I watched Grizzly Man last night. Gracchi's review of the film is superb and there's not a lot I'd like to add to it. He gets to the core of the film with admirable clarity and perceptiveness. There's little sense repeating him except to confirm that this film is well worth watching.
All I'd add is that I found the footage of Timothy Treadwell (the Grizzly Man of the title) with the foxes more distinctive than either Gracchi or Werner Herzog (the filmmaker) did. The bears did seem totally uncaring with their only real reactions to Treadwell a hostility if he got too close and, finally, killing him when they were hungry. By contrast, I do think there was a genuine reaction from the foxes. They are animals with a social instinct that, as we do with dogs, humans can, I guess, become a part of. At times he did seem to have formed a connection with them more genuine than the one with the bears that were more central for the film and Treadwell himself.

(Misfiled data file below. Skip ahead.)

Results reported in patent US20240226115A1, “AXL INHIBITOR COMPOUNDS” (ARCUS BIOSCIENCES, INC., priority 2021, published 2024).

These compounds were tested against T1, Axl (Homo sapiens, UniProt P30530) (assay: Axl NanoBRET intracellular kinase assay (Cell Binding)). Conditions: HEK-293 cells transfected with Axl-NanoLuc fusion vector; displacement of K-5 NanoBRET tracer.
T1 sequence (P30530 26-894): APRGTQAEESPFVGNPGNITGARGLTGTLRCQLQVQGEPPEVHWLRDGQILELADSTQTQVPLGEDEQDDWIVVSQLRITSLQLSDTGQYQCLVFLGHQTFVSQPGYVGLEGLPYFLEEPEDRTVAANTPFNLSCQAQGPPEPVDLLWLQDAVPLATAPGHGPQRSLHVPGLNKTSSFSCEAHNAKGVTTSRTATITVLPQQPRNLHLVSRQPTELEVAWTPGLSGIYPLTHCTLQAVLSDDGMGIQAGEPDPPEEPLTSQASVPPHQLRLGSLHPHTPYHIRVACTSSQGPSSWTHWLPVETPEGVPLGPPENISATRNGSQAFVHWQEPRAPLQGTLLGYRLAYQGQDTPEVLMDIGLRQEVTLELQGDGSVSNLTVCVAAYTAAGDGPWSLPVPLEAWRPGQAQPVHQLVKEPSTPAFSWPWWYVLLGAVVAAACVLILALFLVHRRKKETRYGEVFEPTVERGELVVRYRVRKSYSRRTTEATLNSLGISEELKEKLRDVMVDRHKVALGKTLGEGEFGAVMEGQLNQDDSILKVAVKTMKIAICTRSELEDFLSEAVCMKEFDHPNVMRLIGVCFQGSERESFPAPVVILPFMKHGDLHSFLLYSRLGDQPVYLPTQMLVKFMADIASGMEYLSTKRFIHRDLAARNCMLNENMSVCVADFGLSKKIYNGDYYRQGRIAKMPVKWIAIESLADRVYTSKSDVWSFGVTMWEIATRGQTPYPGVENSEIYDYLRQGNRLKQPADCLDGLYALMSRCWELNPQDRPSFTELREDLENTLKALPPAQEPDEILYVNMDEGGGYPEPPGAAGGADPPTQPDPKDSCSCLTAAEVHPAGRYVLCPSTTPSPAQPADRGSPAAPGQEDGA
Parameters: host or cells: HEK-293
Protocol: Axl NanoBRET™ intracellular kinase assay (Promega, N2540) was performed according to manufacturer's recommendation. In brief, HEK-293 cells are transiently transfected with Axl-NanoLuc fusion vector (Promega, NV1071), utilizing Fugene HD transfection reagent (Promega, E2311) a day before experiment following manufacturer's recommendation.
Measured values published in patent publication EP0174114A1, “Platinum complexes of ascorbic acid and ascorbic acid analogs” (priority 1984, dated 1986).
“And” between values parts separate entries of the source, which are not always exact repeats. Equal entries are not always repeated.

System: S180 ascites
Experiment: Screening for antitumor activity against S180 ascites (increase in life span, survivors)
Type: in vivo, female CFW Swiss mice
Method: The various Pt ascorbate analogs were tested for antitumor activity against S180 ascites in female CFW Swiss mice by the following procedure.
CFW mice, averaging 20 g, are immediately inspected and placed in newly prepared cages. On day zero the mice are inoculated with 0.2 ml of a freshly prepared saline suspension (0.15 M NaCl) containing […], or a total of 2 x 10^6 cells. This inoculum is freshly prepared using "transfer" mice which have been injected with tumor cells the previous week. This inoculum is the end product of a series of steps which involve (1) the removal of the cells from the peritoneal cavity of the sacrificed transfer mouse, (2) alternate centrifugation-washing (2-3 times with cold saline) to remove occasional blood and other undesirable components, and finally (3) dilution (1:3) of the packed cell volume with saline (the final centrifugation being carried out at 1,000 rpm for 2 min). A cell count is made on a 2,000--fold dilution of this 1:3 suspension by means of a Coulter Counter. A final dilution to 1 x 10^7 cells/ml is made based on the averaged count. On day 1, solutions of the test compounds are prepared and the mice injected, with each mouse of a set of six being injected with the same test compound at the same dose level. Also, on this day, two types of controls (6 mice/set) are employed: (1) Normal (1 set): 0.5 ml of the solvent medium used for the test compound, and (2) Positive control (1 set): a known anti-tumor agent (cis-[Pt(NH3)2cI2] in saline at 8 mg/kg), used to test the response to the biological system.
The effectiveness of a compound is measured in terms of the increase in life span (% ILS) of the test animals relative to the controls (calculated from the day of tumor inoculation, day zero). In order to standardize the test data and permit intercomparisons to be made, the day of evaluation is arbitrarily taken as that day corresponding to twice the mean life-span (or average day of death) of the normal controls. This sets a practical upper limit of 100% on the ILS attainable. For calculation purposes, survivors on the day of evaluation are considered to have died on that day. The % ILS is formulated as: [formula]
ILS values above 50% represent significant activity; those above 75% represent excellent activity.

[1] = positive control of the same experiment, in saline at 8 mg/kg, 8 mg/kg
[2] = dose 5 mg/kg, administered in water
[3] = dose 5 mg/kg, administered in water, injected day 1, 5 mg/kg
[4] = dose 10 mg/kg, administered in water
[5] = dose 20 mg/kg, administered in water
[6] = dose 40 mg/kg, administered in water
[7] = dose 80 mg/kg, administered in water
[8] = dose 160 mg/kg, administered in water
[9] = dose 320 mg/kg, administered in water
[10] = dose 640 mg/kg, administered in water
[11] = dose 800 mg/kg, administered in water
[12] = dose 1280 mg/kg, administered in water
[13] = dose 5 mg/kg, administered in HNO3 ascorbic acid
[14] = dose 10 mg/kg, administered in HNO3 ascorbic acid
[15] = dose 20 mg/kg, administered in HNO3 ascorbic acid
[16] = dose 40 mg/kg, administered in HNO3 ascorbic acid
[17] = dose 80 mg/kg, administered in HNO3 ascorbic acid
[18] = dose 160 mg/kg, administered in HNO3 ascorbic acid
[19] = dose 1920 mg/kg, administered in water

I would guess that the foxes weren't enough because the relationship was more genuine. As Gracchi says Treadwell wasn't after an authentic, reciprocal relationship but something unreal. He found love that could not be requited safer. While the relationship with the fox was not real in the sense that human relationships are I still get the sense he preferred the complete fantasy of his relationship with the bears.